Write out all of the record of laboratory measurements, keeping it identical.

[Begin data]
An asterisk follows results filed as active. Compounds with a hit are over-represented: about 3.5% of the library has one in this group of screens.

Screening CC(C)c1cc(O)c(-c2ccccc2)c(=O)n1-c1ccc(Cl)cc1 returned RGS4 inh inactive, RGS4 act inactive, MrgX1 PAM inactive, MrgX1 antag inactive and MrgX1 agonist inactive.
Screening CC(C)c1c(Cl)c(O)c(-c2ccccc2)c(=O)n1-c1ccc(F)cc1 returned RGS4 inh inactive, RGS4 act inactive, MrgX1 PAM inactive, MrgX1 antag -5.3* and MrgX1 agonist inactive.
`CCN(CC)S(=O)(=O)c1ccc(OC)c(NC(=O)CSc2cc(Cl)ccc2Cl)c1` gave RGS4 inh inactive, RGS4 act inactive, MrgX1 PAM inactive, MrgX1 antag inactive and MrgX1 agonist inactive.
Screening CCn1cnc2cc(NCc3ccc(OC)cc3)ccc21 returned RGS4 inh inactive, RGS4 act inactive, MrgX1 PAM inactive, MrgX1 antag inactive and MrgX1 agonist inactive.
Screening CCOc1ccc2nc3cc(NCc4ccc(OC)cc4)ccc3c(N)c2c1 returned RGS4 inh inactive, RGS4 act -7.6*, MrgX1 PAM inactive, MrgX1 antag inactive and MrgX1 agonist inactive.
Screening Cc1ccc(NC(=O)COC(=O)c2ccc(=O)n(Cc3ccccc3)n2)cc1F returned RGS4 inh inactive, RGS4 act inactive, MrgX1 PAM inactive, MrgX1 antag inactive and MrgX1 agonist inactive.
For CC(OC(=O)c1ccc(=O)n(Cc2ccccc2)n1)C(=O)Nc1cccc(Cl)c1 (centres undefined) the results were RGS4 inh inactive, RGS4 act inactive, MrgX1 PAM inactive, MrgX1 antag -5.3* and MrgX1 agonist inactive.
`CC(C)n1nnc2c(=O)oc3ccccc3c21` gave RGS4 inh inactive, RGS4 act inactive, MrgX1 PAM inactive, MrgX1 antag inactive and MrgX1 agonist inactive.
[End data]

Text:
An asterisk follows results filed as active. Compounds with a hit are over-represented: about 3.5% of the library has one in this group of screens.

Screening CC(C)c1cc(O)c(-c2ccccc2)c(=O)n1-c1ccc(Cl)cc1 returned RGS4 inh inactive, RGS4 act inactive, MrgX1 PAM inactive, MrgX1 antag inactive and MrgX1 agonist inactive.
Screening CC(C)c1c(Cl)c(O)c(-c2ccccc2)c(=O)n1-c1ccc(F)cc1 returned RGS4 inh inactive, RGS4 act inactive, MrgX1 PAM inactive, MrgX1 antag -5.3* and MrgX1 agonist inactive.
`CCN(CC)S(=O)(=O)c1ccc(OC)c(NC(=O)CSc2cc(Cl)ccc2Cl)c1` gave RGS4 inh inactive, RGS4 act inactive, MrgX1 PAM inactive, MrgX1 antag inactive and MrgX1 agonist inactive.
Screening CCn1cnc2cc(NCc3ccc(OC)cc3)ccc21 returned RGS4 inh inactive, RGS4 act inactive, MrgX1 PAM inactive, MrgX1 antag inactive and MrgX1 agonist inactive.
Screening CCOc1ccc2nc3cc(NCc4ccc(OC)cc4)ccc3c(N)c2c1 returned RGS4 inh inactive, RGS4 act -7.6*, MrgX1 PAM inactive, MrgX1 antag inactive and MrgX1 agonist inactive.
Screening Cc1ccc(NC(=O)COC(=O)c2ccc(=O)n(Cc3ccccc3)n2)cc1F returned RGS4 inh inactive, RGS4 act inactive, MrgX1 PAM inactive, MrgX1 antag inactive and MrgX1 agonist inactive.
For CC(OC(=O)c1ccc(=O)n(Cc2ccccc2)n1)C(=O)Nc1cccc(Cl)c1 (centres undefined) the results were RGS4 inh inactive, RGS4 act inactive, MrgX1 PAM inactive, MrgX1 antag -5.3* and MrgX1 agonist inactive.
`CC(C)n1nnc2c(=O)oc3ccccc3c21` gave RGS4 inh inactive, RGS4 act inactive, MrgX1 PAM inactive, MrgX1 antag inactive and MrgX1 agonist inactive.